I’m a big Daniel Murphy fan. I love his determination, I’m impressed by his plate approach, I believe in his value as an offensive player, and his enthusiasm is totally awesome. That said, I just don’t see him as part of the master plan. I’ve heard and read all the quotes about him being the everyday second baseman next season, but I’m not at all thrilled at the prospect of that.
There seemed to be some interest in Murphy during the Winter Meetings in Dallas, and to be honest I was excited at the prospect of shipping him to a team where he would be allowed to play at his natural third base position or even makes his bones as a designated hitter in the AL.
We’ve already tried unsuccessfully to make Murphy a left fielder and then a first baseman. His two attempts to play second base both resulted in season ending injuries that could have been avoided had Murphy understood how to set himself up at second base and field his position properly. Do we really want to risk a third season ending injury?
Murphy has very good value right now, especially for someone coming back from an injury. He was fifth in the NL with a .320 batting average before he got hurt last season, and that is nothing to scoff at.
His .809 OPS ranked high among first basemen and in parts of two season he has stroked 66 doubles and a combined 90 extra-base hits in about 900 at-bats.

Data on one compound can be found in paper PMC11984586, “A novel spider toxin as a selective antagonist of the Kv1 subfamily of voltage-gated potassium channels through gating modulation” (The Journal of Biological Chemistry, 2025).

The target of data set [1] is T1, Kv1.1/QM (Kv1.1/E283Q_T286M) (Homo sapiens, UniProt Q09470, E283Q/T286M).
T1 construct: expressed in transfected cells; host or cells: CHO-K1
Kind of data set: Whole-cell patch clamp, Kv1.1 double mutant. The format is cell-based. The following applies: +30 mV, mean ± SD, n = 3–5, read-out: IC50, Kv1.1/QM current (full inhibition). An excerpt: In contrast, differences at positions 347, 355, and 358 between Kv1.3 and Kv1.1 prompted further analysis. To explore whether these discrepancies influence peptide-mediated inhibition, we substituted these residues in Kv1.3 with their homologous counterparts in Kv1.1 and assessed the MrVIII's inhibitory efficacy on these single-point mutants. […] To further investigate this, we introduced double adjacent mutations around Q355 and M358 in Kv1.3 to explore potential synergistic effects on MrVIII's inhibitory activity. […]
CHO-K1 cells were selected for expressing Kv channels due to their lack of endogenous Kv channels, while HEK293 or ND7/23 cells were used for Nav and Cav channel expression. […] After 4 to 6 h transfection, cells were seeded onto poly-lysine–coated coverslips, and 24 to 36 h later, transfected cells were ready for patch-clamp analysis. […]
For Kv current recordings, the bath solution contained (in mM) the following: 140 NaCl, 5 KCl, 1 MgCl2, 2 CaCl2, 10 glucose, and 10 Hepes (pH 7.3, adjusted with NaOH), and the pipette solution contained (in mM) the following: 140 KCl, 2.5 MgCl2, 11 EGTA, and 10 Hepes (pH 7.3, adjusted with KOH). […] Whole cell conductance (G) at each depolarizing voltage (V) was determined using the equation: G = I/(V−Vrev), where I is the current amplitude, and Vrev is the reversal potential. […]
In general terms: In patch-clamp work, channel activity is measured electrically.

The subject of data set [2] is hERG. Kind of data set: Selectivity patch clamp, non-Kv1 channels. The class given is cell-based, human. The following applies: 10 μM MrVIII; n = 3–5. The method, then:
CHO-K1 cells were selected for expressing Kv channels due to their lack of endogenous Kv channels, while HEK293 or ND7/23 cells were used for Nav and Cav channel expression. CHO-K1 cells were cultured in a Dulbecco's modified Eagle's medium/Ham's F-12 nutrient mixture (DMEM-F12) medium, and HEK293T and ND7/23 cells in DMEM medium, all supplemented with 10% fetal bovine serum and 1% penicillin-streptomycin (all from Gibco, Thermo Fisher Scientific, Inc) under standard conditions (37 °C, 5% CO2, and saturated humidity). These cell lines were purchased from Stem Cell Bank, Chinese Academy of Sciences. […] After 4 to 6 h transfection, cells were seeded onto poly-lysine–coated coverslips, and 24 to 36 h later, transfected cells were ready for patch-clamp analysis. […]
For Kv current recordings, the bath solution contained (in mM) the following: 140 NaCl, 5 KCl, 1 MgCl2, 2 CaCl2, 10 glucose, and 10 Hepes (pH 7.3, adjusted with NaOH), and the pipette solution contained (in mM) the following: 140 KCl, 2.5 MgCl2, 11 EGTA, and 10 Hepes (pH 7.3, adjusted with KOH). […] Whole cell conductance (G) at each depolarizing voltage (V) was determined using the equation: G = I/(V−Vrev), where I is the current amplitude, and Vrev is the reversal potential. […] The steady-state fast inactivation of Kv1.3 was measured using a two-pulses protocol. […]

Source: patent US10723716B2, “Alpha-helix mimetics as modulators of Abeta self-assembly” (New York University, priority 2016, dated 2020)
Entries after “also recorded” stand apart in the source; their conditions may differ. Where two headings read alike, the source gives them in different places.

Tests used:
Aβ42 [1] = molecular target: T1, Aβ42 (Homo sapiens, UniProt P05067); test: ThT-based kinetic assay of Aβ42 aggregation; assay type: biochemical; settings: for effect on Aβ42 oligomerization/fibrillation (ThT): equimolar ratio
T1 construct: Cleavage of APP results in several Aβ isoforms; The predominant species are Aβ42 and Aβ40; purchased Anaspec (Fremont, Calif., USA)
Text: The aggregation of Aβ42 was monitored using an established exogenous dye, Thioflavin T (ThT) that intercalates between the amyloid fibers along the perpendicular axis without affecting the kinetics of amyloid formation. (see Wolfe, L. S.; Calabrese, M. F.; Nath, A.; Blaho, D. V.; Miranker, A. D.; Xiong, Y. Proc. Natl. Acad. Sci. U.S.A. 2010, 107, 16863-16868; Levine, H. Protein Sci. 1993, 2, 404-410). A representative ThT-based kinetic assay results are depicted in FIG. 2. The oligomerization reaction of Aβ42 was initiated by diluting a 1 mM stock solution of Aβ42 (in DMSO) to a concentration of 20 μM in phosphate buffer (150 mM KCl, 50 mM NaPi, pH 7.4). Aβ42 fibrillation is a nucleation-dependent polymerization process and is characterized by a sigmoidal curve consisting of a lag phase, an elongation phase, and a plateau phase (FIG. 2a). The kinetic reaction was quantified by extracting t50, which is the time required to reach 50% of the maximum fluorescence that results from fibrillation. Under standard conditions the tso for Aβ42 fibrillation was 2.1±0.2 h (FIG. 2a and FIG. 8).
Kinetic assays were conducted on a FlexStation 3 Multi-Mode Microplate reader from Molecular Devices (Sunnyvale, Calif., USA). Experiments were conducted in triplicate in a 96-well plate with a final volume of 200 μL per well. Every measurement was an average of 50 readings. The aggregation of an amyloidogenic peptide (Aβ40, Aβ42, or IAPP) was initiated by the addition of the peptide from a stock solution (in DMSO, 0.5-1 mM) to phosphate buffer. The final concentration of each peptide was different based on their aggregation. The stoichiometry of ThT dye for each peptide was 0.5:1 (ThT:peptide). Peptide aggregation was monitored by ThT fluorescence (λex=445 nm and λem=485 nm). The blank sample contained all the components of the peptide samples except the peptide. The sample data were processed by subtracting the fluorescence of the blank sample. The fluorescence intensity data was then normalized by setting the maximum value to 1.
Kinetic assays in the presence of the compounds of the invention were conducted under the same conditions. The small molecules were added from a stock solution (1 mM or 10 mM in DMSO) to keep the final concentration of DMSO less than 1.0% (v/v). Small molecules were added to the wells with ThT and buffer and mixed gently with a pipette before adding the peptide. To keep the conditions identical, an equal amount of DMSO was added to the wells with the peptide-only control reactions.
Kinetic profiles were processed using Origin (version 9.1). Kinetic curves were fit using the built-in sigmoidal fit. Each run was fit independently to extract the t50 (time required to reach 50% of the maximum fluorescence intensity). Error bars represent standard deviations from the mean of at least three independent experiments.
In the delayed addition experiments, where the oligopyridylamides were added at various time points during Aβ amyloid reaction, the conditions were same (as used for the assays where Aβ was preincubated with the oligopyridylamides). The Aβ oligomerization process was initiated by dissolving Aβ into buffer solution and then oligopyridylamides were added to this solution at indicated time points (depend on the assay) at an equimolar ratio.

Here’s the problem the way I see it, the Mets have been killing this kid and hurting his progress by trying to fit a round peg into a square hole. No matter how hard they keep trying they can’t seem to make Murphy fit in.
He is much too valuable as a hitter to just let him squander on the bench. So why not do what’s best for him and best for the team and trade him for something we need – like a catcher perhaps – or a centerfielder?
Murphy is not getting any younger and after four years of jerking him around he’ll be 27 on Opening Day. Isn’t it time to just bite the bullet and actively shop him to the highest bidder?
With Clint Hurdle hired to manage the Pittsburgh Pirates, it is becoming more apparent that Terry Collins has become the frontrunner to land the Mets job.
The Mets really liked the job Collins did as minor league field coordinator, a position that gives him an advantage because of his familiarity with the minor league system. Bob Melvin, who was an AL scout for the Mets last season, is next in line.
Reportedly, both are ahead of Wally Backman because of their major league managerial experience.
It has also been reported Melvin could be in line to become bench coach, with Dave Jauss assuming Collins’ old role. It is believed Dan Warthen and Chip Hale will remain from Jerry Manuel’s staff.
The more I read and the more I hear, the Mets and Carlos Delgado are about to hook up again. The Mets are scouting Delgado and will look at him again this weekend in Puerto Rico.
Delgado posted good numbers in 2008 and was hitting well before he was injured last year. He’s an injury risk, but if the Mets believe they can be competitive it’s worth a shot to sign him to an incentive-laden deal. But, are they competitive?
If they like what they see, they could wrap things up quickly. Still, I believe their attention is better spent on pitching. There are too many questions in the rotation that can’t be willed away. They could score a pile of runs this year, but give up mountain, also.
Delgado is a better fit in the AL as a DH, or with a team that is a contender. I just don’t believe the Mets are a good fit. If healthy, Delgado will add some offense, but not enough to put them over the top.
I’m content with the Mets moving on and seeing what Daniel Murphy can do.